“For somebody who is not that experienced as a manager himself, it’s crazy how well he can talk to the players and man-manage us. I know all of us young players appreciate him. He was in our position not too long ago, he knows all about what we are going through, and you can tell that when you speak to him.”

The youngest manager in the Premier League at 40 years old, Emile says Mikel is a positive, uplifting presence in the dressing room. “It feels like he’s always ready to put his arm around your shoulder, to always be there with positive and supportive words.

Emile Smith Rowe and Mikel Arteta

"He is always thinking about how you can improve, but he also likes to ask a lot of questions as well. He asks you about your thoughts on the game, and understands your opinions. As I said, you can definitely tell he was a player himself when he speaks, and also when he joins in the sessions! He’s still got it, no doubt about it!”

Mikel first joined the club as a player back in August 2011, just a year after Emile himself joined the Hale End Academy. As is still the case now, back then the youth players got to watch the first-team in action at the Emirates most weeks, and his current boss was one that he tried to learn from at a distance.

“Being an Arsenal supporter even before I joined, I used to watch people like Thierry Henry and all those legends, even though I was quite young myself at the time. But then I remember watching Mikel play for us as well, I was about 13 I think when he was captain, and I just remember how composed he was as a player.”

That was right in the middle of Emile’s journey through the age groups at Hale End, and he said those types of players were often held up as examples to follow: “When we were there the coaches would definitely tell us about what could happen later in our career. There were always pictures up on the walls of players who had made it into the team, people like Jack Wilshere were always around and it was really good to see that as a young player. We saw it was possible for us to do the same.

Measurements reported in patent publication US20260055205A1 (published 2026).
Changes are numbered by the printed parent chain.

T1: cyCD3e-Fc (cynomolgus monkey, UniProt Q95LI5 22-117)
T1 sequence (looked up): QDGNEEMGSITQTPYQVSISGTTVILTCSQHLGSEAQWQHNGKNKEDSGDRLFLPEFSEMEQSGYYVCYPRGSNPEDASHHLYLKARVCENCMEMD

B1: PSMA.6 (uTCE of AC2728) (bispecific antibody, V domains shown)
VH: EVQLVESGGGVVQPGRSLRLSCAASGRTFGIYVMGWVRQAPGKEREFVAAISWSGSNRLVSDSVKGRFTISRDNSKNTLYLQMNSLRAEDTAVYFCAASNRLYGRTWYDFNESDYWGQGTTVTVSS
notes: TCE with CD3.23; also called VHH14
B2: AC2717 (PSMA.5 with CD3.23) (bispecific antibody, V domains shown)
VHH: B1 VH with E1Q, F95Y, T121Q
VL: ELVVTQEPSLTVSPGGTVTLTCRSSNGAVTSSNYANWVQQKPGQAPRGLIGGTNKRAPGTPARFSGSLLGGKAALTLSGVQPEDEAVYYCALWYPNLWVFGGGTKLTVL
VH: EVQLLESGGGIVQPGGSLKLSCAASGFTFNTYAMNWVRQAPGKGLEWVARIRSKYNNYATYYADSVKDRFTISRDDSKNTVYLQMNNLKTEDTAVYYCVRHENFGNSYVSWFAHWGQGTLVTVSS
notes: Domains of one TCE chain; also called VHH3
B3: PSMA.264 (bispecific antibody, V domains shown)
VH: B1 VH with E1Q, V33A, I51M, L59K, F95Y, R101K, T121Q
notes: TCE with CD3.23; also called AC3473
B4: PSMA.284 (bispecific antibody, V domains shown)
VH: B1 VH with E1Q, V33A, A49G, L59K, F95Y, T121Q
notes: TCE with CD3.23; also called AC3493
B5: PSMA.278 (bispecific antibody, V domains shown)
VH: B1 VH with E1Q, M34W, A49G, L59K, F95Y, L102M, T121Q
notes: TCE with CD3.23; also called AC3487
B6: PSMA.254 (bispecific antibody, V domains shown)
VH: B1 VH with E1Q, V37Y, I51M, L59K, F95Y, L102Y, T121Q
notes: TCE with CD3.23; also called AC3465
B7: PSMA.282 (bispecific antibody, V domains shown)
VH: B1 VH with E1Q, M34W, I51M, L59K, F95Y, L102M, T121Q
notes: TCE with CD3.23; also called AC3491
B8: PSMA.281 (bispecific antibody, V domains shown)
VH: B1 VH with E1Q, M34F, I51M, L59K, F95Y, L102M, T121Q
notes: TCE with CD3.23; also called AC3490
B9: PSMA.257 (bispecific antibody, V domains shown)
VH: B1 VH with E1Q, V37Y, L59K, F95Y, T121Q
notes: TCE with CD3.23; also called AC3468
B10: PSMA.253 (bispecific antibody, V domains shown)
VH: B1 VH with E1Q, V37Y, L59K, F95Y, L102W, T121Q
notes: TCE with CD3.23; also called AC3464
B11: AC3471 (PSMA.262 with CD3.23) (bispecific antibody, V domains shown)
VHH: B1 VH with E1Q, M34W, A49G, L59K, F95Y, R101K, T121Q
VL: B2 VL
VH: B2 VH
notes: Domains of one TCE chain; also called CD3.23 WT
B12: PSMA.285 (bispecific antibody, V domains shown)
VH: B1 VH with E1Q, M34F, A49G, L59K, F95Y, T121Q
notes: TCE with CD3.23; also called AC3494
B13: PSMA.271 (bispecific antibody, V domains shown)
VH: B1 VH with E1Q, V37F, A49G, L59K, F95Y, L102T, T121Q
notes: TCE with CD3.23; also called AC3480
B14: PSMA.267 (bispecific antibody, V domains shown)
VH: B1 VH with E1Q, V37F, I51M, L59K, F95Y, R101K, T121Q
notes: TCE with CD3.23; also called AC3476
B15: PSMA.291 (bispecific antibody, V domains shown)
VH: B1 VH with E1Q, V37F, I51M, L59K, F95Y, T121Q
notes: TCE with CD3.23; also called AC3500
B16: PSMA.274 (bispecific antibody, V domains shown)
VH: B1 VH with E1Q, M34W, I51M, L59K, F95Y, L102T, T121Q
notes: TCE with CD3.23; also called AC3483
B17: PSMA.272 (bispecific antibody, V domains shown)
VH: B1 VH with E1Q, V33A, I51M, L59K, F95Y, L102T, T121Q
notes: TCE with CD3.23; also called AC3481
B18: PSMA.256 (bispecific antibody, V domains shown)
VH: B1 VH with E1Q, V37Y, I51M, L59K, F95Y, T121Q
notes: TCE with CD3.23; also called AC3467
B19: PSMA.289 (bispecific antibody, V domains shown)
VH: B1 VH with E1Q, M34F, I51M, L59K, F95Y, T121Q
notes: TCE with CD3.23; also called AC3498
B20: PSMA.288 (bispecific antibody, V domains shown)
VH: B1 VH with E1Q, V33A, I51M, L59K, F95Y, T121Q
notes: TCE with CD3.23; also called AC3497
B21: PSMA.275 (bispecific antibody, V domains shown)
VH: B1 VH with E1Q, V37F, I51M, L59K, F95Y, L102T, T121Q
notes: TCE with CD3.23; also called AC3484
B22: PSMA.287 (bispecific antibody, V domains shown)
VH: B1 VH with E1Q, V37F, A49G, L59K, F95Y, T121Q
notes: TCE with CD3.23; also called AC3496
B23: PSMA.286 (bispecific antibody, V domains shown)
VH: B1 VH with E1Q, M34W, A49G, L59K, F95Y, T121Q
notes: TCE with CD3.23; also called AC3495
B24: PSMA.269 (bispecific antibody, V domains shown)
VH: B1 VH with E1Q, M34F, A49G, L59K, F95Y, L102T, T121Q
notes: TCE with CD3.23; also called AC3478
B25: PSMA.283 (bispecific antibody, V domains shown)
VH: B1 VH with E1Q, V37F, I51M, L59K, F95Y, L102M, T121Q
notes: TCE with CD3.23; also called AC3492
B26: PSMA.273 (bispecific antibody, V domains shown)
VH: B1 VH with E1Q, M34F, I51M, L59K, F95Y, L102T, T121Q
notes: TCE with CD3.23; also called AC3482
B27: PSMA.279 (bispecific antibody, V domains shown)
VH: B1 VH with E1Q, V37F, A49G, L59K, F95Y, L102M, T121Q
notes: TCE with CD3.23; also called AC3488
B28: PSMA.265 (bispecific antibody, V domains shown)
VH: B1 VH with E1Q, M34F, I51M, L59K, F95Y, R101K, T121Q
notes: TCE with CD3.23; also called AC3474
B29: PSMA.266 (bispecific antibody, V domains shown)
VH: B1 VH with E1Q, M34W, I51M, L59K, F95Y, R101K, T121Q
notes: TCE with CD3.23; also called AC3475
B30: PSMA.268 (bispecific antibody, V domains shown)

“All the young players would motivate each other, and it’s similar now in the first team. My teammates are always a big help. We have a good feeling here and I love having these guys around me.

“In the squad I’m probably closest to B [Bukayo] and Eddie, Ben and Aaron too. All the young players hang around together and get on well. We’ve got a lot in common and most of the time it just feels like I’m chilling with my friends  – similar to when I was at Hale End.”

Emile and another of his Hale End graduates, Bukayo Saka, came face to face with two of their inspirational idols late last season. Following our win over Leeds United at the Emirates in May, Dennis Bergkamp and Thierry Henry came pitchside to chat to the two youngsters. “That was crazy,” Emile says with a grin, “it was my first time meeting Dennis Bergkamp, I couldn’t believe it.

Emile Smith Rowe with Dennis Bergkamp

“Just to have both of them there was crazy. Me and B had a good chat with them, asking what it was like at the club back then, and they were telling us to keep going and that they believed in us. It was amazing, a fun chat.”

The subject of squad numbers came up, with Emile now sporting the No. 10 shirt that Bergkamp wore with such distinction for 11 seasons. From being inspired by these heroes of the past himself, our Croydon-born midfielder is now inspiring a whole new generation.

“It’s crazy to think too much about it really,” he admits, “that there are kids out there now wearing my name and number on their shirt. I would never have thought when I was a kid that I’d one day be wearing the number 10 shirt.

“It’s surreal to be honest. It’s pressure as well, but I like it – it’s a good pressure. It’s a pressure to perform, definitely. Obviously that shirt holds a lot of weight of the players who have worn it before me, but I enjoy that.

“Eddie’s got it as well this season, wearing 14, and we always joke and chat about that. But I’m really happy for him, he deserves that, and I’m sure he will score goals in that shirt.”

Stars of the past inspiring stars of the present, who in turn inspire the next generation of hopefuls. Emile is right in the midst of that virtuous cycle now, and you sense he’s loving every moment.


Get to know our Europa League opponents

Arsenal's Europa League draw ball

Last week saw our Europa League group stage fate determined as we were drawn against PSV Eindhoven, Bodo/Glimt and FC Zurich.

While we have come up against PSV before in European competition, our visits to Norway and Switzerland will be against new names but both teams ended last season as champions in their respective nations.

Here you can find out more about what lies in wait for us when our involvement gets underway in September.

PSV Eindhoven